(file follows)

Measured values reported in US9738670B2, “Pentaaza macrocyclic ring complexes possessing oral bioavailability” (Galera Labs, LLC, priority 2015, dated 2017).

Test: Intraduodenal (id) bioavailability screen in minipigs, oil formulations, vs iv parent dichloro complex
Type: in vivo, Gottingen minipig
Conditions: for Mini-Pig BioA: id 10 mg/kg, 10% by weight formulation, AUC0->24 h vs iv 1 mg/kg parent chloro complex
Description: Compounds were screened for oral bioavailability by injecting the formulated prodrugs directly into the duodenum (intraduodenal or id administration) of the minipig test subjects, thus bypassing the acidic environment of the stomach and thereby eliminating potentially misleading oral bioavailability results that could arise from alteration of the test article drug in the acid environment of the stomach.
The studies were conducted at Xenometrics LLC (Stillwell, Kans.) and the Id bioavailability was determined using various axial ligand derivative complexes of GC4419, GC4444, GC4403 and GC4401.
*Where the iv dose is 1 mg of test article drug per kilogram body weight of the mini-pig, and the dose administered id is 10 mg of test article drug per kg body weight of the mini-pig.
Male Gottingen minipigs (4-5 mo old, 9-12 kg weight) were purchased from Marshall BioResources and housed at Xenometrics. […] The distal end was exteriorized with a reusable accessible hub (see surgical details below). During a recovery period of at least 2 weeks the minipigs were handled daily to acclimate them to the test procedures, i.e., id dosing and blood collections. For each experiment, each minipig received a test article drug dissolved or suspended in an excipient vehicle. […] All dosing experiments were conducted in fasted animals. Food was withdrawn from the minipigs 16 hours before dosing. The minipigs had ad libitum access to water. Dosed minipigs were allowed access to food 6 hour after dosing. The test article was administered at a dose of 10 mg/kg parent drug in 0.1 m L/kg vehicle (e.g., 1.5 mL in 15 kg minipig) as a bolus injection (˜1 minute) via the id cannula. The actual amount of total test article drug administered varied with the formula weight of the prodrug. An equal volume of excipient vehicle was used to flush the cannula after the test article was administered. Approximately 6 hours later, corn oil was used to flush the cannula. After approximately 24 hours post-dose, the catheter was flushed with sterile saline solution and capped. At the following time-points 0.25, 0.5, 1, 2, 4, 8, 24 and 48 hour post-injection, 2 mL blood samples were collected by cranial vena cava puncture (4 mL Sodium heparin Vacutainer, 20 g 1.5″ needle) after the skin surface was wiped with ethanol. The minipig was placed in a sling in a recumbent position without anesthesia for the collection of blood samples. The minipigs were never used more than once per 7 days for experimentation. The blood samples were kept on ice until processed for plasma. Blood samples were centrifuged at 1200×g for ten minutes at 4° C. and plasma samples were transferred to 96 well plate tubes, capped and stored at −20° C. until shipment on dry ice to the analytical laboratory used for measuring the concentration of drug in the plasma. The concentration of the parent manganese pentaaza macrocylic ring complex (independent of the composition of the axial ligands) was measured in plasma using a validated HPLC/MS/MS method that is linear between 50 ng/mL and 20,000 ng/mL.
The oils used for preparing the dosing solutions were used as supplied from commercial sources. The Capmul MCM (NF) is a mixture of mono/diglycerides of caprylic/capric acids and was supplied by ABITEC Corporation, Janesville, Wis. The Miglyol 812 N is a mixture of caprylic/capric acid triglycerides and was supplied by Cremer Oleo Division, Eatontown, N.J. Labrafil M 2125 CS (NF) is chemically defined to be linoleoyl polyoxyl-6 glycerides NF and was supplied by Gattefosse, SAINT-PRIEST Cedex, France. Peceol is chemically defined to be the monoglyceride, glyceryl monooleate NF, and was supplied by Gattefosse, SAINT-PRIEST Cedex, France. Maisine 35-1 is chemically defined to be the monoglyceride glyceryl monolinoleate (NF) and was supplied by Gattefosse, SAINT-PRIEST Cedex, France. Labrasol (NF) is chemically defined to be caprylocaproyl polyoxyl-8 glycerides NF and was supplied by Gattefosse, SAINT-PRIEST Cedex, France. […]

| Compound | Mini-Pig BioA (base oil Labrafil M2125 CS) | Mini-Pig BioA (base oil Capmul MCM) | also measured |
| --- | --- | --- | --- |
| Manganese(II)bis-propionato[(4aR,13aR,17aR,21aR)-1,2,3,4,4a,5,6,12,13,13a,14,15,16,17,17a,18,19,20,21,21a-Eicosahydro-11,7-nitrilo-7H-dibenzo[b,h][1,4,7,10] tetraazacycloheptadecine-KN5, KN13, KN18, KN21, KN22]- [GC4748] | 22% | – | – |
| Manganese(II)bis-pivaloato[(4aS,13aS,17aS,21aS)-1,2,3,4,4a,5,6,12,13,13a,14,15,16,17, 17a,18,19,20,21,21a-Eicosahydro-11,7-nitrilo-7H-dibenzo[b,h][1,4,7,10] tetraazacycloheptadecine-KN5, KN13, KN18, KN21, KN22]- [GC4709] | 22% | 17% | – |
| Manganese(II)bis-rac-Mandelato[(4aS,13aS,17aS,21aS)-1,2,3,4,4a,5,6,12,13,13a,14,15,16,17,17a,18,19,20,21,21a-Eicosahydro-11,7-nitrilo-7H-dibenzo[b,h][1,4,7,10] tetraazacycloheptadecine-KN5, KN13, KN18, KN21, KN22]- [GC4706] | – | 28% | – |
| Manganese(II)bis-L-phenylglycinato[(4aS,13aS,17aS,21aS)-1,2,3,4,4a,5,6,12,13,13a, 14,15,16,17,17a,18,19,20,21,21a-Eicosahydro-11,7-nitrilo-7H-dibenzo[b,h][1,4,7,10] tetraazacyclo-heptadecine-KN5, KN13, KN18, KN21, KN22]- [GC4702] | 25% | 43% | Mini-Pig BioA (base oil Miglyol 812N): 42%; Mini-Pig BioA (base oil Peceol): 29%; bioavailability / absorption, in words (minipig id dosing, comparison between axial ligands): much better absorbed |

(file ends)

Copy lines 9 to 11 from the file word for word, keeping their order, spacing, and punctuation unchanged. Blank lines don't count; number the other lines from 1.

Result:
The oils used for preparing the dosing solutions were used as supplied from commercial sources. The Capmul MCM (NF) is a mixture of mono/diglycerides of caprylic/capric acids and was supplied by ABITEC Corporation, Janesville, Wis. The Miglyol 812 N is a mixture of caprylic/capric acid triglycerides and was supplied by Cremer Oleo Division, Eatontown, N.J. Labrafil M 2125 CS (NF) is chemically defined to be linoleoyl polyoxyl-6 glycerides NF and was supplied by Gattefosse, SAINT-PRIEST Cedex, France. Peceol is chemically defined to be the monoglyceride, glyceryl monooleate NF, and was supplied by Gattefosse, SAINT-PRIEST Cedex, France. Maisine 35-1 is chemically defined to be the monoglyceride glyceryl monolinoleate (NF) and was supplied by Gattefosse, SAINT-PRIEST Cedex, France. Labrasol (NF) is chemically defined to be caprylocaproyl polyoxyl-8 glycerides NF and was supplied by Gattefosse, SAINT-PRIEST Cedex, France. […]

| Compound | Mini-Pig BioA (base oil Labrafil M2125 CS) | Mini-Pig BioA (base oil Capmul MCM) | also measured |
| --- | --- | --- | --- |